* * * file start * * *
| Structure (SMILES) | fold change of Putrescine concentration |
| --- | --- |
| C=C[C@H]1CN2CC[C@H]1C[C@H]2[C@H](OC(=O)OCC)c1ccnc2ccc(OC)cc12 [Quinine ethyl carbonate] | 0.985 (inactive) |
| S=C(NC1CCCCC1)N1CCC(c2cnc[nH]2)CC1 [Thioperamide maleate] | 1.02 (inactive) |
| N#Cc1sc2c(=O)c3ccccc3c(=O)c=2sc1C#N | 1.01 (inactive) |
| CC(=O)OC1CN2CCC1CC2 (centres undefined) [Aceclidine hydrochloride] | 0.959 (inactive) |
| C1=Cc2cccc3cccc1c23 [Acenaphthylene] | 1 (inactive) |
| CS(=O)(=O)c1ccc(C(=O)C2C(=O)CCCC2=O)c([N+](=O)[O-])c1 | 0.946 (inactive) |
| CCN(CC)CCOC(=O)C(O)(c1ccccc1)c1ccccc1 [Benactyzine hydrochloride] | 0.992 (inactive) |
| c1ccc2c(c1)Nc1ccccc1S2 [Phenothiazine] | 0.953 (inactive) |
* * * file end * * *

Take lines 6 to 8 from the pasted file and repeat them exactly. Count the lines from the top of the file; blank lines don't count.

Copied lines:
| CC(=O)OC1CN2CCC1CC2 (centres undefined) [Aceclidine hydrochloride] | 0.959 (inactive) |
| C1=Cc2cccc3cccc1c23 [Acenaphthylene] | 1 (inactive) |
| CS(=O)(=O)c1ccc(C(=O)C2C(=O)CCCC2=O)c([N+](=O)[O-])c1 | 0.946 (inactive) |